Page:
Back in the state-stocked stomping ground

The scene of innumerable frustrations over the years.

Patrick L. Sullivan

Back in the state-stocked stomping ground

SOMEWHERE IN NORTHWEST CONNECTICUT — As I type Thursday morning, April 18 it is raining again. Thank God for that. I was worried about the crops.

Q: What crops?

A: Any crops. I just like saying “crops.”

In what seems to be an increasing rarity, we had two days without hardly any rain, on Tuesday and Wednesday, April 16-17. (It did start raining Wednesday evening.)

I ventured into a brook in the lower reaches, where the descendants of state-stocked browns have taken firm hold.

The state stopped stocking the stream about 20 years ago, so these fish are — what, the fifth or sixth generation?

There are more of them in this small stream than you might think from a casual glance. And they are incredibly difficult to catch.

On Wednesday I used a little eight-foot Japanese Tenkara rod I forgot about. Not the greatest rod but it got the job done. I also carried the Dragontail Talon, which at a foot long when collapsed fits in the hand warmer pocket of my waders. It’s 10 feet and change in action. And it’s just a better rod.

(So have I gone all Zen weirdness? No, I use my regular rods all the time. I operate on 100% whim.)

In these new spots, I plucked not one but two wild browns from deeper plunge pools, and both were well over 10 inches. This doesn’t sound like much perhaps, but the typical fish in here is four to six inches and could easily fit in a little rectangular can labeled “sardines.”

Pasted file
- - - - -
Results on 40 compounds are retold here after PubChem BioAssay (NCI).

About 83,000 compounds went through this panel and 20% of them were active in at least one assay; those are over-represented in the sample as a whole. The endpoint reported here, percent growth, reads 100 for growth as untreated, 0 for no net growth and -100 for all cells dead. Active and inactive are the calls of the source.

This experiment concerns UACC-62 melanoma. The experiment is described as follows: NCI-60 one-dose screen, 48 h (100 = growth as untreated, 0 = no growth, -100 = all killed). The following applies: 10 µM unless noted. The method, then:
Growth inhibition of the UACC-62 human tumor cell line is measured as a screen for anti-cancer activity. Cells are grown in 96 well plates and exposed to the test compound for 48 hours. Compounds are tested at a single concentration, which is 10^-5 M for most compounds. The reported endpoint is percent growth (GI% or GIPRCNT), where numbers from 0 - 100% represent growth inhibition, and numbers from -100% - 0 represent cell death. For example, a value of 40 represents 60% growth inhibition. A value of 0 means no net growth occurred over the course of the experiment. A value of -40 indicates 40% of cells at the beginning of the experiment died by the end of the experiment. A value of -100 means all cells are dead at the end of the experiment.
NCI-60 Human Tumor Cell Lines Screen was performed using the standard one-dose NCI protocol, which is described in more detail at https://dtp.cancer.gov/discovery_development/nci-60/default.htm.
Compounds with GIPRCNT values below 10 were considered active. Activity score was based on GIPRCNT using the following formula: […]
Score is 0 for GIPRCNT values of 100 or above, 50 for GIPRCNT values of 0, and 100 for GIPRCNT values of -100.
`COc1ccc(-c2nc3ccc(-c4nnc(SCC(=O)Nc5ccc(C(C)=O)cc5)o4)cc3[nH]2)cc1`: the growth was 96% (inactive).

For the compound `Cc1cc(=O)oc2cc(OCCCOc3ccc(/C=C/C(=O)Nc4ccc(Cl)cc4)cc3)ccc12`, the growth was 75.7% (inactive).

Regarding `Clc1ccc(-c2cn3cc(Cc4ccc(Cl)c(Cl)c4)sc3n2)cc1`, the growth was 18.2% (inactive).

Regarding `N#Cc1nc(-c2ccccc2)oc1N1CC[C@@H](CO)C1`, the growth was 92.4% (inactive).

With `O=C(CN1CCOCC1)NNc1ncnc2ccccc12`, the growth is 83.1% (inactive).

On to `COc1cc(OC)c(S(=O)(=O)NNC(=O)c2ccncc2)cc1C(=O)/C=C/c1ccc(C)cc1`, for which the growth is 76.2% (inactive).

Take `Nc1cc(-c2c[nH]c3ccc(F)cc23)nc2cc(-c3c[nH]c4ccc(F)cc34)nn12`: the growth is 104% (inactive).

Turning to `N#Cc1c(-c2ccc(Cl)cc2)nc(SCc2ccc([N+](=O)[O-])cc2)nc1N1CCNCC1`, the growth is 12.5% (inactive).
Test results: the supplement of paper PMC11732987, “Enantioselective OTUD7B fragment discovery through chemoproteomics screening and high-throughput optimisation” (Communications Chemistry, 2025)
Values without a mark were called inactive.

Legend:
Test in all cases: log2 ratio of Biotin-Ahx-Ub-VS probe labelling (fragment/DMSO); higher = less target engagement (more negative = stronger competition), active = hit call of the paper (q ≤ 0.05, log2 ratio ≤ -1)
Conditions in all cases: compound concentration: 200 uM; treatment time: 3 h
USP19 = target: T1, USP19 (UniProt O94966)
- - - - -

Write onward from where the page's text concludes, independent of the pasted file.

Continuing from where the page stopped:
Fish were coming up for big dries, Stimulators (size 10) and Parachute Adams (size 10), but the big winner was Joe’s Weenie. Unlike the ho-hum standard Green Weenie, Joe’s Weenie is a darker green, tied on a jig hook and has a very heavy head. It sinks like a stone.

Joe's Weenie is the superior Green Weenie.Patrick L. Sullivan

With regard to the photo of the large pool with the tree across it: This pool, which looks incredibly inviting, is the scene of innumerable frustrations over the years.

The problem has always been the approach. The tailout is shallow, and the spooky fish could see me coming a mile away.

And while visible booted feet are bad enough, many is the time I have watched dark shapes scurrying away after being alerted to my looming presence by a) the looming and b) the waving of the rod.

But this tree fell just right. It minimizes the looming aspect and seems to help with the waving rod bit as well. I can stand a few feet behind it and cast over it without mishap.

Upstream a 20-year old logjam finally blew out and completely changed the configuration of about 40 yards of stream.

This reminds me that rivers are not static systems. When one door closes, another one opens.

And he who laughs last gathers no moss.

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